Friday, October 12, 2012

Othering people.

Last night, one of our church small groups met in our home.  We are studying Paul Miller's Love Walked Among Us.  Part of the study is looking at the parables of Jesus.  Last week, we looked at the widow of Nain and Jesus restoring her son to life. We talked about the fact that Jesus really looked at her, really saw her, felt compassion,  met her need and restored her to her community by raising her son from the dead.
 This week, we did the parable of the Good Samaritan.  The Good Samaritan is probably the most famous of all the parables...except maybe the Prodigal Son.  We get our "Good Samaritan" laws from the story-those protective laws that allow us to help a person in harms way without fear of retribution.  The importance of those laws were really brought home to us as China does not have "Good Samaritan" laws and if you help a person in crisis, you can be arrested and blamed for the accident.
The story of the Good Samaritan is  told in the gospel of Luke and it is simple and complex. The Samaritans are a  group despised by the Jews.  They are considered half breeds, they have intermarried with pagans, they worship wrongly and at the wrong mountain.  Earlier in Luke, a city of Samaritans reject Jesus and the some of the disciples ask Jesus if he would like them to pray for fire to be rained on them.  Jesus rejects this idea and tells them that he has come to save people, not destroy them.
Later, a young "expert in the Law" asks Jesus what he must do to inherit eternal life.  Jesus answers back from the Law with the answer that all Jews of the time know - "Love the Lord with all your heart, with all your soul, with all your strength and with all your mind."  and then He adds "Love your neighbor as yourself."
The expert "seeking to justify himself" (and don't we all do that) ask him who is neighbor is.
So Jesus (as He so often does) tells a story.
Basically- a man is walking in a deserted area of Israel. He is taken by bandits, robbed and beaten and left for dead.  Two prestigious people come by (a priest and a Levite-religious and authority figures in Jewish culture) and continue to walk/ride by.  They are possible too busy to help, to afraid to help, fearful of religious uncleanness, lacking in compassion or whatever.  For whatever reason, they refuse to help. Since they were important people, I wonder if they were traveling alone and if their whole group refused to help.  Scripture doesn't say this but it's something to ponder.
But a Samaritan walks by and helps. He takes him to an inn, cleans his wounds, pays for his stay and says he will be back to check on him. The Samaritan shows himself to be the good neighbor, not the esteemed people of the culture.  It's a powerful story.
But last night, a woman in our group said something that really struck me. She asked "I wonder what the man who was victimized felt like to be cared for by a Samaritan."  What was it like to wake up and realize that the person who was caring for was from a group that he had been taught to despise?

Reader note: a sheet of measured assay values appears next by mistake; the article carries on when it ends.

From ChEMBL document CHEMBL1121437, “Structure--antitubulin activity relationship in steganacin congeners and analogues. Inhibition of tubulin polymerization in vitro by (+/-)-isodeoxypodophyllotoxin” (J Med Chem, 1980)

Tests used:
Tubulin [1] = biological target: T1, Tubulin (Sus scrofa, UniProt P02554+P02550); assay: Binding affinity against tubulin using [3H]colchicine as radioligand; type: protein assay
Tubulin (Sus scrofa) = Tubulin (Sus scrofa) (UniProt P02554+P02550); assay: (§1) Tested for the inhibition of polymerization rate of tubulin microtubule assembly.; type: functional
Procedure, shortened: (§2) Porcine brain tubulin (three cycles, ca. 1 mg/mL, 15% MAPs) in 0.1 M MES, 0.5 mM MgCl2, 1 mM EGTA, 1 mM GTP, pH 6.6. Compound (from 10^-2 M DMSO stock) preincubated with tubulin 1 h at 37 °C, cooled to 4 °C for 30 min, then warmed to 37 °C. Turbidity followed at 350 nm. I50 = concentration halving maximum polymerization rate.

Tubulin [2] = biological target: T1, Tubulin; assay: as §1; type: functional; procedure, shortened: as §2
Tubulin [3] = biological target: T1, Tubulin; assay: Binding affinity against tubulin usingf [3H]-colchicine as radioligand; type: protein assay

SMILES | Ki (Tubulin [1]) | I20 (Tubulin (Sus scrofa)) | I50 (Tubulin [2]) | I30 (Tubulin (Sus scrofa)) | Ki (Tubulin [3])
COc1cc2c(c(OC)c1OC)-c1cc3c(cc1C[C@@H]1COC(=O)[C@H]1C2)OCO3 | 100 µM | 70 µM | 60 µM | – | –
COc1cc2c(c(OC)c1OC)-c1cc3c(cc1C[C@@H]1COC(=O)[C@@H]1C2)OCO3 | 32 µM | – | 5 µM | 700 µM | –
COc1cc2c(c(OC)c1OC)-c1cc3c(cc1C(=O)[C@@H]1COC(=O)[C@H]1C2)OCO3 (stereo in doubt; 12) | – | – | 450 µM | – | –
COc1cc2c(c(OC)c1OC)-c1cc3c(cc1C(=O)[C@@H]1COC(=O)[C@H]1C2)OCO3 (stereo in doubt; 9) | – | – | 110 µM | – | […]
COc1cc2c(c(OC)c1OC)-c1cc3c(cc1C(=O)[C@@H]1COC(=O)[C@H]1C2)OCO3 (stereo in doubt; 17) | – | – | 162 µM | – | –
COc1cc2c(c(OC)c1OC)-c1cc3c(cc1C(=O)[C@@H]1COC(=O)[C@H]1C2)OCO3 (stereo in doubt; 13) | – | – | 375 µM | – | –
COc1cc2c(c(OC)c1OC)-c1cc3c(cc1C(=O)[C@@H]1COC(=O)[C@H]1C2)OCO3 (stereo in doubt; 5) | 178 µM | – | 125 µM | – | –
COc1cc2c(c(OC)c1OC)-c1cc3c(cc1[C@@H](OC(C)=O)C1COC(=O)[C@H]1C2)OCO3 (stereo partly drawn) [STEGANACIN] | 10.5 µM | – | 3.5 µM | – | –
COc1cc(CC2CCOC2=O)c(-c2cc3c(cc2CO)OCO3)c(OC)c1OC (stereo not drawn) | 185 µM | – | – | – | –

To apply it to today...what if you woke up and the person caring from you was from a group that you despise?  An injured person who believes in strict gun control is being cared for by a member of the NRA.  A gay person being cared for by a person who is working against gay marriage.  An ideological Democrat being cared for by a dogmatic Republican.  A soldier being cared for by a peace activist.  A progressive Christian being cared for by a fundamentalist.  You get my point.
It is easy to "other" people, to dismiss them as part of a group.  The poor, the gays, the liberals, the conservatives, the Calvinists, the.....whatever.  It's easy to dismiss a group.  It's harder to dismiss a person.
A while ago some friends were visiting.  We had a great time until towards they end, one of our friends made a comment about an issue. I strongly disagreed with her...very strongly.  It was tempting to simply "other" her.  But that would demean the friendship.  We had to agree to let it go and agree to disagree.
In our many years in ministry, one thing that we have learned is that people are not the sum of one experience.  If we have had a bad experience with someone, that does not dismiss all of who they are as people.  It is entirely possible for us to have a bad experience with someone....and for others to find that person delightful and warm.
This is not to negate those differences or to say that differences are  not serious.  Just some thoughts that people are people, not ideas and ideologies and that to group or "other" them is not the way of Jesus.


  1. Wow! I love it when a simple question (I wonder what the man who was victimized felt like to be cared for by a Samaritan?) takes a well-worn, nothing-new-to-be-learned-here parable and turns it on its ear. Powerful stuff! Thanks for sharing.

  2. Love that! I think it's important for me to befriend those whom I disagree with and see things through their eyes. I find myself having a greater respect for them and for their views.